Crossed ankle has been my sitting position of choice when the hits really count. My ability to actually get into cross legged sitting tends to be unreliable. While open legged is comfortable, it doesn’t seem as stable to me. Crossed ankle seems to get the job done pretty reliably.
The problem with crossed ankle sitting is that it seldom seems to be taught correctly. Even in Cooper’s book, it just isn’t right. I usually see it presented (incorrectly) as sort of a cross between open leg sitting and cross leg sitting. The common error is too short and too high of a position, and the legs being muscled up to meet the elbows. This relies on your adductor muscles to support your stance, then you need a special massage like Al Gore. For a really detailed and sound description, I recommend Jim Owens’ book Leather Sling and Shooting Positions. Or your could just keep reading and I’ll do my best.
Like the other sitting positions, you’ll be on your rear (duh!!!). Unlike the other positions, you’ll be more square to the target. I would estimate about half the normal angle will work, at least it seems like it. Straighten your legs in front of you with your knees locked.
Now bend your knees until you can rotate your feet outward making them flat.
Now cross your support side ankle over your firing side ankle (yes is does matter which one goes over which).
Now that you’ve got your lower body set, let’s get the upper body into position. You should know by now where the flat of your support arm is. What you need to learn now is where the corresponding flat of the support leg is. Find the point of your knee, then work down to where the doctor tests your reflexes. Now go to the inside about 20-30° and down about the width of your hand. There is a nice big, flat, bony depression, like a lake bed. The flat of your arm fits nicely in that depression.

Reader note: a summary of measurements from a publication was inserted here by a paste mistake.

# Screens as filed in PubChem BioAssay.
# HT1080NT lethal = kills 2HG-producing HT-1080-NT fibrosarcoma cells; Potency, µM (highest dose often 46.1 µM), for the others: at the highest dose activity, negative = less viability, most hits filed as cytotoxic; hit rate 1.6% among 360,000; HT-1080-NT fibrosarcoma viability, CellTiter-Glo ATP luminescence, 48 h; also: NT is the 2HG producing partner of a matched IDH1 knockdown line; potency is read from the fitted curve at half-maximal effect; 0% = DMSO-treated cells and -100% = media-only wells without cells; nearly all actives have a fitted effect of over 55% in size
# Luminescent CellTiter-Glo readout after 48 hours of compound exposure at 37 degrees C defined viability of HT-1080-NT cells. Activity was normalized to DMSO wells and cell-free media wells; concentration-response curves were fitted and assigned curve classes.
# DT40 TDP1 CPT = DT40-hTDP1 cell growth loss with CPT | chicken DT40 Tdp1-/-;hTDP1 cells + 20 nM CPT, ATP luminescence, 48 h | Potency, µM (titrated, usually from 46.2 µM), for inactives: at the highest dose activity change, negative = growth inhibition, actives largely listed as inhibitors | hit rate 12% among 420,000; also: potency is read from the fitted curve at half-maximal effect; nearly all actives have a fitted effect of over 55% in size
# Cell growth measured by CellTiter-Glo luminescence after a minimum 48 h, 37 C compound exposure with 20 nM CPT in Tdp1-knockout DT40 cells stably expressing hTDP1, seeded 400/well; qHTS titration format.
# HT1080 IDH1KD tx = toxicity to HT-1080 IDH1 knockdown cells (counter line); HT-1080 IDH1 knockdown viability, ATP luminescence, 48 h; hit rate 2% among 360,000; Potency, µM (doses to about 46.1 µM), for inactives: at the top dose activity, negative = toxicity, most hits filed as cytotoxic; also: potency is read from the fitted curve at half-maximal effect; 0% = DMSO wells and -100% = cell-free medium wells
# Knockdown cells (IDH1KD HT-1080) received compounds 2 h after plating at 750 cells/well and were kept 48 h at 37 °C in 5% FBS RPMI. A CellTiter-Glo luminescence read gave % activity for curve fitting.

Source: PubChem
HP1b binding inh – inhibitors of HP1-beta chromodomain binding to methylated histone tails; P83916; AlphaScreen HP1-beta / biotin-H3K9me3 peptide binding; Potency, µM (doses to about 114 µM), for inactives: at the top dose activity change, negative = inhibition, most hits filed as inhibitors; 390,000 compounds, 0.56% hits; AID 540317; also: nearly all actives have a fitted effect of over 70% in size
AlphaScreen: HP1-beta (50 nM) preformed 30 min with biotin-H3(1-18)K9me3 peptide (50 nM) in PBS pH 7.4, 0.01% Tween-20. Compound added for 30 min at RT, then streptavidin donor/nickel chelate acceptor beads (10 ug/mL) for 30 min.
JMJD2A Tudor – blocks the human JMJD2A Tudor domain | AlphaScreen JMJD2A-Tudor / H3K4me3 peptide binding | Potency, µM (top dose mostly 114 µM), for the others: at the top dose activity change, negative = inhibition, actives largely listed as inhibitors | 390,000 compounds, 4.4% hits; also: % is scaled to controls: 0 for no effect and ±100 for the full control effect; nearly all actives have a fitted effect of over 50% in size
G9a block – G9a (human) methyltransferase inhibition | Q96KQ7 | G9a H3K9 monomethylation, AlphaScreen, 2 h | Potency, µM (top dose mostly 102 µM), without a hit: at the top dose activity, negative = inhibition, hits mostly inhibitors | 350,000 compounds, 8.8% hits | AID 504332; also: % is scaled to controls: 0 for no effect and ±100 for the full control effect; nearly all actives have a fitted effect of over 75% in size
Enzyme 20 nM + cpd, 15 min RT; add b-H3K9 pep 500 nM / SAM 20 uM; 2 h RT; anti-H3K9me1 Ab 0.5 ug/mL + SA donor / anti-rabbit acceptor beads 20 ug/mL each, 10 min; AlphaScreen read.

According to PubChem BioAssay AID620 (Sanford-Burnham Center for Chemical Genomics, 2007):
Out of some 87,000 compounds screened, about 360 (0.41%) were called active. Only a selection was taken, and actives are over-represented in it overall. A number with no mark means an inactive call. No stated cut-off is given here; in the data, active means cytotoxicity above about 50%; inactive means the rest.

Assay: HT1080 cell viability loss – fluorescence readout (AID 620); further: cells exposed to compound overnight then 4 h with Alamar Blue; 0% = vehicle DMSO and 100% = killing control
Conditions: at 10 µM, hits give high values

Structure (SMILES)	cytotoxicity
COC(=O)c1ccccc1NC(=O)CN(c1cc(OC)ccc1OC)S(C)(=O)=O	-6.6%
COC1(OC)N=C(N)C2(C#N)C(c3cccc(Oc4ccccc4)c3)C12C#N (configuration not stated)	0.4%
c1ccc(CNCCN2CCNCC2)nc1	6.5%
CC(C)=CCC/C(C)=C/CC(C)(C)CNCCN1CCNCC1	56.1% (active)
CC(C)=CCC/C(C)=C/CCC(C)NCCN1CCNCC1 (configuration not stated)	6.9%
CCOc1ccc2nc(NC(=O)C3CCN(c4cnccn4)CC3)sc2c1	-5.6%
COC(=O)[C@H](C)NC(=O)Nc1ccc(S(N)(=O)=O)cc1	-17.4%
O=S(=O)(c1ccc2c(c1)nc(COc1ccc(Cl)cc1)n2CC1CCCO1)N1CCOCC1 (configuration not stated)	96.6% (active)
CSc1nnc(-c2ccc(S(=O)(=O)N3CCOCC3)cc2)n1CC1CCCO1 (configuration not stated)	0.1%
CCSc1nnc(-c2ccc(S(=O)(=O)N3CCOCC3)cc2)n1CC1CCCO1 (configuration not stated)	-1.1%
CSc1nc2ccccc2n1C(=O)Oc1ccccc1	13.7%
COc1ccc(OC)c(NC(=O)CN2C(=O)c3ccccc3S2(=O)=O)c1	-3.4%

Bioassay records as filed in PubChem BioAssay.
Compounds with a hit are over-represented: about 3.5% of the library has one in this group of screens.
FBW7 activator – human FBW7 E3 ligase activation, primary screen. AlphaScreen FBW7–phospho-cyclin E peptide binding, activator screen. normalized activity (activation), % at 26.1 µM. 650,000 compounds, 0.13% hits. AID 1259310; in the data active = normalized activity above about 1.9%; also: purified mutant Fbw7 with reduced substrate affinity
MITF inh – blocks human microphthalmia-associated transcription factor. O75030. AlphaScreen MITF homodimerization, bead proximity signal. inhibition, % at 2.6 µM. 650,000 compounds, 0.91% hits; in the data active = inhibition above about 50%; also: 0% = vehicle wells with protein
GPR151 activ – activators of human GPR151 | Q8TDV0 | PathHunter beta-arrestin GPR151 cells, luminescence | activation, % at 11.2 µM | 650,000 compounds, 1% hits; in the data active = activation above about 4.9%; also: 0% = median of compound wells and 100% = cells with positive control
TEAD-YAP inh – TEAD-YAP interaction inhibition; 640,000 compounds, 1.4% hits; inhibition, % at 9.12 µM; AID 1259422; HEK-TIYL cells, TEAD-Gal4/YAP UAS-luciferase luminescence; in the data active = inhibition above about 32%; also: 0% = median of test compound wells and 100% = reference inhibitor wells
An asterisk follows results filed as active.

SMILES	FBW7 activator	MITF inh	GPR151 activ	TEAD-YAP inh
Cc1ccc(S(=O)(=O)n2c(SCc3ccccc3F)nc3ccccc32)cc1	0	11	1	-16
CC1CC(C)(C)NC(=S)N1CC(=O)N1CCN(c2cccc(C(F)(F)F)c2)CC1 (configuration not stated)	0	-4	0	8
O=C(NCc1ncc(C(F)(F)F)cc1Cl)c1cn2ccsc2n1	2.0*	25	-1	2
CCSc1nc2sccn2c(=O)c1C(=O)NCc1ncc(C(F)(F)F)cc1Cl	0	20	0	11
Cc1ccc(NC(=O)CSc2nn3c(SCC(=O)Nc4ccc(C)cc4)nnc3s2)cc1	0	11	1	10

The blue circle indicates the approximate location of the “flat of the leg”. I realize now that I should have used an “X” to mark the spot.
You might look down at your legs and think that it’s a mighty long way to fit the flat of the arm to the flat of the leg. It does seem like that. I’m not a flexible person (a long way from being able to touch my toes). This actually works in my favor. If you think your body can take it, to get there just take a big lunge forward with the upper body and stick your elbow where it goes. If you can get it there, you’ll probably find that the elasticity of your hamstring and back muscles holds everything together nicely.
Your firing side elbow can either go in front of your knee, or you can plant it just behind the knobby section of muscle that is above and to the inside of your knee.
You’ll notice that this probably looks different than the way you’ve been shown crossed ankle sitting. I think that’s because people who don’t use it have been teaching it because it’s required. It’s a longer stance than any of the other sitting positions, which gives it more natural structural resistance to recoil. It also means that if you do this position properly, it’s probably very low, almost as low as prone.
You may complain at first after contorting your way into the crossed ankle sitting position, “Rifleslinger, my rifle is pointed at the ground.” This is normal for beginners, and means that you didn’t lunge far enough. Get that upper body bent forward and down!
If you followed along with my description and got into position (of course you did, ’cause you’re obviously really smart ‘n stuff), the process of getting into position probably didn’t happen too fast. Let’s speed it up a bit by falling into place.
Standing, ready to move into the sitting position…
Green Dragon wards off while Crane Monk sinks and M14 stock is bridled in a 1907 sling… is kung fu talk for fall down and keep a hand ready to catch yourself.
I’ve fallen and I can’t get up… until I shoot something.
Cross the support side ankle over the firing side ankle.
Strong hand on rifle butt and prepare to launch the upper body forward.
Land the flat of the arm on the flat of the leg.
Get a grip and prepare to commence firing.
Crossed Ankle Sitting as viewed from above. Note the angle of feet to muzzle.
Here’s what happened for me from 300 yards:
That equals 3.4 MOA. Not bad, not great. I expected a smaller group, but I’m learning slowly to deal with disappointment (and reality).
After using all three positions this month, I like this one a lot for its steadiness. Although I shot better using the cross legged sitting position (upcoming article), this one is a lot faster and easier for me to use. I also just had a better range day when I shot cross legged. Cross ankle also works well with scopes, because your eye is not mashed into the ocular lens; I can actually get the correct eye relief for my scope with this position. If I needed a sitting position on level ground, crossed ankle would be my first choice.